Hilary D’Angelo attended the University of Oslo in Semester 2, 2017 as part of her double degree in Media and Law.
There is nothing quite like the Norwegian sky in early winter. It’s the palest blue, completely cloudless, and almost blinding amidst the freezing weather and blankets of ice and snow beneath. Calm, captivating, beautiful, but above all, inexplicable – just like this country, and I suppose, this whole experience.
I began my exchange in Oslo on a rainy Friday at the beginning of August. I always thought that going on exchange was something I could never do. Although I had high admiration for my many friends who conquered it, I still firmly maintained that it wasn’t for me; it was simply too challenging, too far out of my comfort zone, and too unfamiliar. But that’s why I decided it was something I needed to do. As I stepped off the plane and into Oslo’s summer air, I was greeted with the same 16-degree weather that I’d left the day before in Australian winter. Adjusting to the climate would be no issue. But for reasons I’ll still never really understand, I thought that arriving a week before all other exchange students was a great idea. Spoiler alert: it definitely wasn’t, and I’d highly advise against doing this if you plan on an exchange yourself.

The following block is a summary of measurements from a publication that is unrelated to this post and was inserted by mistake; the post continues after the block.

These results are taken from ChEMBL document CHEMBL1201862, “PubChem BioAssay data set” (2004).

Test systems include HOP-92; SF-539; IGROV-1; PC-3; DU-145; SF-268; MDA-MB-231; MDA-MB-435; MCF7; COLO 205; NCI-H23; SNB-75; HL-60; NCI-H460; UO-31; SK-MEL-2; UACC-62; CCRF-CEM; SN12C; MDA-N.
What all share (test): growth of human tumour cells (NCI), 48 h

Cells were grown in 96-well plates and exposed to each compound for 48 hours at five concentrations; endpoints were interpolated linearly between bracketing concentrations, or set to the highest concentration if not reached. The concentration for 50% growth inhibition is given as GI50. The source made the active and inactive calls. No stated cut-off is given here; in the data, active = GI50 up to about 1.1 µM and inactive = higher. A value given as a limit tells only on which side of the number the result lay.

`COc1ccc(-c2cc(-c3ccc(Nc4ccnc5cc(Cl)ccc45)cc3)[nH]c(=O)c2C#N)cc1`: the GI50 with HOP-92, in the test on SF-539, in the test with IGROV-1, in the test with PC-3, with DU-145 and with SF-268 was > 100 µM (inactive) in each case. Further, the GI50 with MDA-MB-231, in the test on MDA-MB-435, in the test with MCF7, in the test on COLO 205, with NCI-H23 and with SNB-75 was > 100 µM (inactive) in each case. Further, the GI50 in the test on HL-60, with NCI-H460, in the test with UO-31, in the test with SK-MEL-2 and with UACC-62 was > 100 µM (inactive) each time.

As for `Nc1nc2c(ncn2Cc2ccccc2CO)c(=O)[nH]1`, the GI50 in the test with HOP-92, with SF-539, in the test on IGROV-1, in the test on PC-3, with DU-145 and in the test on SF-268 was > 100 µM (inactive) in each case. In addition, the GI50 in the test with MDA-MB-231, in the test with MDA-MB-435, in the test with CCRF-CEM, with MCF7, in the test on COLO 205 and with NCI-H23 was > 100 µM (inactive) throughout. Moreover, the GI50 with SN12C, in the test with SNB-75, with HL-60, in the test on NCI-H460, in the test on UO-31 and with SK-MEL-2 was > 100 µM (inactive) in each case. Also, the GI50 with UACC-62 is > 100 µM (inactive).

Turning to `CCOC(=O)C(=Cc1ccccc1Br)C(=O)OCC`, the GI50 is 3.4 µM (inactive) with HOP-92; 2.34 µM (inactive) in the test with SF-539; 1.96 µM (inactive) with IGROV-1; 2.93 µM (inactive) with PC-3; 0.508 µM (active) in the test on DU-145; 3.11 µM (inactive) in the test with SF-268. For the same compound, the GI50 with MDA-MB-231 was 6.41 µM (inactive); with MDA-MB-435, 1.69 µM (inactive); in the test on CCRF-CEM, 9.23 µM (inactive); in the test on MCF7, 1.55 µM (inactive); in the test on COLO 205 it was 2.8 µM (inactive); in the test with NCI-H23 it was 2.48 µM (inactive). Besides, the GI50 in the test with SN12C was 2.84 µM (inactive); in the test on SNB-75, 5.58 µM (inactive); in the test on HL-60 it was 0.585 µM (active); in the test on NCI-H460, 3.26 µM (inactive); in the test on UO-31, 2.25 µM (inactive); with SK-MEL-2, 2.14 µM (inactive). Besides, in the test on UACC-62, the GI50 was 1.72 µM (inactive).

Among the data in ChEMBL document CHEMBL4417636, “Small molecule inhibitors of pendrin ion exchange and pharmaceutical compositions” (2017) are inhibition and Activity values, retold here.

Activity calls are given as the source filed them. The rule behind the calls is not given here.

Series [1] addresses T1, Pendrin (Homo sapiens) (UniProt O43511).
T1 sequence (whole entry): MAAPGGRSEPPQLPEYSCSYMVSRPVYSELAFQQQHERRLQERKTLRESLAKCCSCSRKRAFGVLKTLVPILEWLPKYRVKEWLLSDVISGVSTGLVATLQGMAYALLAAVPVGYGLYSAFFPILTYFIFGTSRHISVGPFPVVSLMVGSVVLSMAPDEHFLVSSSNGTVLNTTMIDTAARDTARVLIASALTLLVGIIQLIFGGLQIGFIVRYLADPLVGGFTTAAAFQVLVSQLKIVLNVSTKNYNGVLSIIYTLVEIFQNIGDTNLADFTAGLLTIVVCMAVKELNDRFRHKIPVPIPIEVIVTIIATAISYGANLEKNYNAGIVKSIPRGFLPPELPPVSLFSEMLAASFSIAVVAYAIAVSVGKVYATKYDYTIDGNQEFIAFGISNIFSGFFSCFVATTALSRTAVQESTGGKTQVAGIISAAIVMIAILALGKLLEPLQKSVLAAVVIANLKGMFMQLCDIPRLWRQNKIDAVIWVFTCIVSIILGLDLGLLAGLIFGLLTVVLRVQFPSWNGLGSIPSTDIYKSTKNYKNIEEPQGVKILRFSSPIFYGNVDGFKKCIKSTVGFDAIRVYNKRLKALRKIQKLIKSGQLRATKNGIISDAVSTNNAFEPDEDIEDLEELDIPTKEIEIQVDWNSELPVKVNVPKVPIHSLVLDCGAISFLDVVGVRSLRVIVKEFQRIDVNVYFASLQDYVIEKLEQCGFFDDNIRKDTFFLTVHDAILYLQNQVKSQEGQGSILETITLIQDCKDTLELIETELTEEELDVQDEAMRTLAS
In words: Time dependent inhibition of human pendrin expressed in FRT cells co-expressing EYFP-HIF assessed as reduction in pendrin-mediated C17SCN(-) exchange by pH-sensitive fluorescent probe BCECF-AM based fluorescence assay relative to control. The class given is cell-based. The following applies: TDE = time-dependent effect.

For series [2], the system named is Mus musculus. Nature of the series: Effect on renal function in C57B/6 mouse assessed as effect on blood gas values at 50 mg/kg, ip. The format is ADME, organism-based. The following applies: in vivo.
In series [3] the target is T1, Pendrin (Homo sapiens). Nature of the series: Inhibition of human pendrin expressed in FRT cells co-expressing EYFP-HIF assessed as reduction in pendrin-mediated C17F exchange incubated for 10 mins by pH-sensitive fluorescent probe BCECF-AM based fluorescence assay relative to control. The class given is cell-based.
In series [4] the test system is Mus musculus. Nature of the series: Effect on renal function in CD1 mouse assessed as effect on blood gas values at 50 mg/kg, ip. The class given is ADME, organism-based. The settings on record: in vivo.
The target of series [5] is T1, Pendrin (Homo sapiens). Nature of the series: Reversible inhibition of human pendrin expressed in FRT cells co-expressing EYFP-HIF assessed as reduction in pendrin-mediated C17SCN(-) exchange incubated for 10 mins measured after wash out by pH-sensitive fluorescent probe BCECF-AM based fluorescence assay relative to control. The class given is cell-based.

That aside, after I settled in and my time here truly began, I was enthralled by the whole experience. It was in this time particularly that I often found myself thinking ‘Is this even real?’ because it didn’t really feel like it.